How is the testing done? 

Genetic testing or confirmatory testing for Huntington’s disease is not undertaken without an appropriate referral. Detailed family and individual symptoms are carefully considered before initiating genetic testing. Upon receiving a referral, testing centers perform a crucial test called Polymerase Chain Reaction (PCR) to quantify the number of CAG repeats. 

Step 1 – Copying the Gene (PCR):

This is the starting point, a pivotal step to establish the CAG repeat number. After extracting blood, skilled technicians isolate DNA from the sample, and replicate it. After extracting DNA from your blood sample, the labs perform PCR analysis. This process replicates the target DNA sequence for further analysis. This is achieved by separating the DNA strands and creating a matching strand by introducing DNA building blocks and primer sequences to make a double helix structure that resembles the target DNA. This replication allows for a comprehensive examination of the HTT gene. Creating millions of copies of the HTT gene simplifies the quantification and comparison of the number of CAG repeats on each copy. This allows for a more accurate analysis of the genetic material. 


Figure 1: PCR cycle produces millions of copies of the target DNA at the end of each cycle.

Step 2 – Sorting Gene Pieces by Size (Gel Electrophoresis):

Now armed with millions of copies of DNA containing the HTT gene, lab technicians utilise a molecular scissor specific to the HTT gene. This scissor precisely cuts these large copies into tiny fragments. These fragments, with varying sizes due to specific cutting sites, are then sorted on a charged gel. During this step, the labs use a DNA fragment that is similar length to the HTT gene as a “ladder”, which helps them understand how long the target DNA fragments travel on the gel. While smaller molecules cover longer distances than larger ones, the distance covered is measured in reference to the ladder, who’s length is known. Analysing these molecules based on the distance travelled helps the technician comprehend the number of CAG repeats.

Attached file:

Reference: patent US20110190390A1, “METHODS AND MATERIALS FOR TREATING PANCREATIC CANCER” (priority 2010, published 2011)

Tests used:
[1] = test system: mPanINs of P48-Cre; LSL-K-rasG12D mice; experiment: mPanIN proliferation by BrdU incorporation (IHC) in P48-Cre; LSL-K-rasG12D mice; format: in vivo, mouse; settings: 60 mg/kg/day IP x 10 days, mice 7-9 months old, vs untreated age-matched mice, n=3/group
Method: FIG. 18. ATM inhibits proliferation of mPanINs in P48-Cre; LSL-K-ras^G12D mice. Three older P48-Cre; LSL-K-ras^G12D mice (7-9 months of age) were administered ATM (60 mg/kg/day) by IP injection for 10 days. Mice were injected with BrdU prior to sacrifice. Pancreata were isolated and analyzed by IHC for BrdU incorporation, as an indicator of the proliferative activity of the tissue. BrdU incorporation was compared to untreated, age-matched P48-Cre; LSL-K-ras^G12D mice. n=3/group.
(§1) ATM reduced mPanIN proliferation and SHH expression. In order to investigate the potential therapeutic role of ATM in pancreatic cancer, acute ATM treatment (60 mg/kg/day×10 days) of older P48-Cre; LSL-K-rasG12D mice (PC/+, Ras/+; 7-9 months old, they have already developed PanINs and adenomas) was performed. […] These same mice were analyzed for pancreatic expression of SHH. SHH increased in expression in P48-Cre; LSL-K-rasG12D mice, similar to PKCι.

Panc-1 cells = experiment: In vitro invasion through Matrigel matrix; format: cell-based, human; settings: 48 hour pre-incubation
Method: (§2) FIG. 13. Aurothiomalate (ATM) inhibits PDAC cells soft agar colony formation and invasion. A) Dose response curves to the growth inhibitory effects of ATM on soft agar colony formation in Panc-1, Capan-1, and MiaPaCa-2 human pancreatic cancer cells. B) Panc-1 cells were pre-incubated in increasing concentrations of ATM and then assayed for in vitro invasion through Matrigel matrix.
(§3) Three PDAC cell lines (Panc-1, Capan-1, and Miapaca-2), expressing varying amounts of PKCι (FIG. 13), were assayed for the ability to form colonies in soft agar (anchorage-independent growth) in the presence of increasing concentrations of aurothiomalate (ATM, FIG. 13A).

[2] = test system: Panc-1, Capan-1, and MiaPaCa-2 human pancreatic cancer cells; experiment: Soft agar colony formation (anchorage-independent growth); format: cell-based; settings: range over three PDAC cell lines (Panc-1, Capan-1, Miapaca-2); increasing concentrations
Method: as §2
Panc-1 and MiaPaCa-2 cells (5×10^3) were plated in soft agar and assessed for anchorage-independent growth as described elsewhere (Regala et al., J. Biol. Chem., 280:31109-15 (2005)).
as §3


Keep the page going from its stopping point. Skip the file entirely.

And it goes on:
Figure 1: Sorting of the DNA fragments based on the size of the fragments.  

Step 3 – Counting Gene Repeats (Analysis):

In this critical step, the fragments of the gene obtained in the previous stage are aligned by size, and the number of CAG repeats are counted. Since these fragments are all copies of a single strand of DNA, we understand that each fragment contains the same number of CAG repeats. 

This three-step process involves copying the gene, sorting gene pieces by size, and then counting gene repeats to ensure accuracy in results. Precision is crucial, and the number of gene copies under study is key to achieving precise results. Despite the meticulous nature of the testing process, it is essential to note that false positives (incorrectly indicating a person has the gene mutation associated with Huntington’s disease when they do not) and false negatives (incorrectly indicating a person does not have the gene mutation associated with Huntington’s disease when they do) are two rare mistakes that can sometimes occur. In such cases, Huntington’s specialists and neurologists reassess the individual and request the test results to be reanalysed.

With this knowledge on how genetic testing is done, click on the button below to understand how it can help you or your family members.